Have a wonderful Mother’s Day weekend!

Chelle Sandell

About Beth Rhodes

Beth jumps into life with both feet...or head first. Impulsive and spontaneous to a T, she joined Passionate Critters and never looked back. She loves writing and reading, which made this wonderful group of woman a perfect match for her.

Unforgettable First Dates

Bandaid

Conflict is one of the things that makes a novel worth reading. So first dates in romance novels usually end up being messy and complicated. The encounters are typically full of trouble, while somehow affirming that the couple is meant to be together despite all obstacles. In Canyon Walls, my characters’ first date involves star gazing–surrounded by a camp full of teenagers.

On one of my own first dates, my date was driving me to dinner when I reached under the seat of his truck and instead of moving the seat back, I sliced my finger open on a piece of metal. It was one of those crazy wounds that wouldn’t stop bleeding.

I was mortified.

My date drove down the interstate as I searched for a fast-food napkin or anything I could put on my finger to stop the bleeding. Before I knew what was happening, my good-looking date had pulled up his dress shirt, held out the bottom of his white undershirt, and stuck my bleeding finger in it. It was incredibly sweet, but it wasn’t the first impression I’d hoped to make.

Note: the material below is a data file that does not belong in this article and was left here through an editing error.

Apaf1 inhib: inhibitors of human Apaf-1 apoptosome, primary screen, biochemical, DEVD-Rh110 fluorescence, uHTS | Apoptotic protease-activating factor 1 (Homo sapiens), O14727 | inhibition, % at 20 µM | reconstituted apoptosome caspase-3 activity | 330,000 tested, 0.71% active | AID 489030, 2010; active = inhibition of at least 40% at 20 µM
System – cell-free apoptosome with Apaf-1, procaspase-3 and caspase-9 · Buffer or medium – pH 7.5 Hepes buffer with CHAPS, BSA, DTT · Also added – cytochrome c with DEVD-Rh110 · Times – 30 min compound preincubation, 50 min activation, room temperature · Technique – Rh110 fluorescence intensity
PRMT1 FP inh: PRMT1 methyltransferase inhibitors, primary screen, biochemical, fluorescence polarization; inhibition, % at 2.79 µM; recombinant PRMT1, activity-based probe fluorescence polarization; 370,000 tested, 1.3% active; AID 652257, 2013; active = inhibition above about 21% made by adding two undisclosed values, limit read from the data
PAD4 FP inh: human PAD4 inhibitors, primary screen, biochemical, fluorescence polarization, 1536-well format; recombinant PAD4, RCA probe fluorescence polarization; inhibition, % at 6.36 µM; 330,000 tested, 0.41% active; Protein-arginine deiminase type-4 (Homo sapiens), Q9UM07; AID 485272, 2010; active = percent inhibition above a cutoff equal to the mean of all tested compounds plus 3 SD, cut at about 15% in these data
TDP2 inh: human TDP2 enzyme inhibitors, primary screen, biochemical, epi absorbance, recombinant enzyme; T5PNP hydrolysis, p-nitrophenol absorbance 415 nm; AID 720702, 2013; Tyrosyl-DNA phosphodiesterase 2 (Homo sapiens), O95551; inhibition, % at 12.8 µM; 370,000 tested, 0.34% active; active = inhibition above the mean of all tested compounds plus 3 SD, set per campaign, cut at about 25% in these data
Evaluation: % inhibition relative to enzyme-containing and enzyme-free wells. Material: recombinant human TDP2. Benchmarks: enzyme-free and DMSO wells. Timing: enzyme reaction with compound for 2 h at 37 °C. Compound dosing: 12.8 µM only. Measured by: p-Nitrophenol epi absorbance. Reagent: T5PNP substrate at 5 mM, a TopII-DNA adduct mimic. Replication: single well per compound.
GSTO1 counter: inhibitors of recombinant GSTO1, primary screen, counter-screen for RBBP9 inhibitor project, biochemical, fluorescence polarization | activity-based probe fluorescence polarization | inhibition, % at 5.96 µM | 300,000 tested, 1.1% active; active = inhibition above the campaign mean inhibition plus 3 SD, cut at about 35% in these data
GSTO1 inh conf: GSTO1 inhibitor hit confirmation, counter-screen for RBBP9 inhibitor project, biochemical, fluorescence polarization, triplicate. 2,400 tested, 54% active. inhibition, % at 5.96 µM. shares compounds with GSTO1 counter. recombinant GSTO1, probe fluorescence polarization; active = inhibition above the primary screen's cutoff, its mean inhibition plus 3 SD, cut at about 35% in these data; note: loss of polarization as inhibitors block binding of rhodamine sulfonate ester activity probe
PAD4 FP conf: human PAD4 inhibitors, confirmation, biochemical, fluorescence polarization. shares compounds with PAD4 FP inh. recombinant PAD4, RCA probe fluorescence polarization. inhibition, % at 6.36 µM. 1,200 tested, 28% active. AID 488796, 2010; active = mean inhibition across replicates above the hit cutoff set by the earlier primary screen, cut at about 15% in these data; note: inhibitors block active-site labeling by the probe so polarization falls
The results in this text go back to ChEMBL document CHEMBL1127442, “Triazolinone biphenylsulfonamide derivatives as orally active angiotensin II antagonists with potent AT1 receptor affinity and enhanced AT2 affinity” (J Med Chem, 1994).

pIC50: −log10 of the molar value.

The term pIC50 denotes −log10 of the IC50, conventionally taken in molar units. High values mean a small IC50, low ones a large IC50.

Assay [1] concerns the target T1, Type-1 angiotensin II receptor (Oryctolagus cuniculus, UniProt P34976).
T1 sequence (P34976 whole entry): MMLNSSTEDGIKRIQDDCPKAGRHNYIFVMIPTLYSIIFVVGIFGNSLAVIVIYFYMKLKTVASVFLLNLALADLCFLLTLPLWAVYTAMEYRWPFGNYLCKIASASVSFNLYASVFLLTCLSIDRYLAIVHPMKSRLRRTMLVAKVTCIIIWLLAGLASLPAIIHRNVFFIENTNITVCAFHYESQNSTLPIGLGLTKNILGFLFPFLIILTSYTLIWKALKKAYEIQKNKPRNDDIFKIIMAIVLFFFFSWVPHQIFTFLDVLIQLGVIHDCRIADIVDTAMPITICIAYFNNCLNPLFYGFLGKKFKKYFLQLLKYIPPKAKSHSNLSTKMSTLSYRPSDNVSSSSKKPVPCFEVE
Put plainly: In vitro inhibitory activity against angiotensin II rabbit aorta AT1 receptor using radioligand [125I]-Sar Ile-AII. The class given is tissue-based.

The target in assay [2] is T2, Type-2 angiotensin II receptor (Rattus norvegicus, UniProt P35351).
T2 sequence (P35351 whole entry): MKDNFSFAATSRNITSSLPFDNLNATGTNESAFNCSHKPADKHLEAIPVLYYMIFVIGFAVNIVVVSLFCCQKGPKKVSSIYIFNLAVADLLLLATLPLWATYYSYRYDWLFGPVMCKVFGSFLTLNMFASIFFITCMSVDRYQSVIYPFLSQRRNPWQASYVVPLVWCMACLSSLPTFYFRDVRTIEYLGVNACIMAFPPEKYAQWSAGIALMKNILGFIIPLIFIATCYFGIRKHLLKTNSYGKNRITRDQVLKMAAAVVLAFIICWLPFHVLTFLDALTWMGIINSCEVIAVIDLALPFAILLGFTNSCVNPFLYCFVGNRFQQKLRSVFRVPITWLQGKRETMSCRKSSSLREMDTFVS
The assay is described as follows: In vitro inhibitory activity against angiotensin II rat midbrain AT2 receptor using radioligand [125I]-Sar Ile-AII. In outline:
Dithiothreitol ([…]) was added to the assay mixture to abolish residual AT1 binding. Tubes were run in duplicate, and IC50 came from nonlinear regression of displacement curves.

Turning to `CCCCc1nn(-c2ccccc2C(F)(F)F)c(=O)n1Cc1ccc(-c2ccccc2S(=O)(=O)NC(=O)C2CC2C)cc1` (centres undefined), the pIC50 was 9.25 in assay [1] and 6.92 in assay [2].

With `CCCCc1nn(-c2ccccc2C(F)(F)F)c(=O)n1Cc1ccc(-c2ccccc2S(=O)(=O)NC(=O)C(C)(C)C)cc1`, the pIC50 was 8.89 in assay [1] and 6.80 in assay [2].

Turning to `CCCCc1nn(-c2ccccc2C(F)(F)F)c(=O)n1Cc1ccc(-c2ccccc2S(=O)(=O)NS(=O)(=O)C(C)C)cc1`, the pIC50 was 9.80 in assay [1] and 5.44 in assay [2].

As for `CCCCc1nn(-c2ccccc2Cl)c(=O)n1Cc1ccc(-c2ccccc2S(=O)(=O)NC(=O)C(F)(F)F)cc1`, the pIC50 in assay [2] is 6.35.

He exited the highway, changed out of his undershirt and into his dress shirt, and left me in the truck as he went into a store. He bought me a box of bandages and antibacterial cream. The gesture was far more romantic than flowers.

I still have a scar–right beside the finger where I wear the wedding ring he gave me. It’s a daily reminder of our wonderful and never-boring romance.

The secret of a great first date isn’t about the right restaurant or the most romantic location; it’s about sharing it with the right person.

What was your most memorable first date?

About Beth Rhodes

Beth jumps into life with both feet...or head first. Impulsive and spontaneous to a T, she joined Passionate Critters and never looked back. She loves writing and reading, which made this wonderful group of woman a perfect match for her.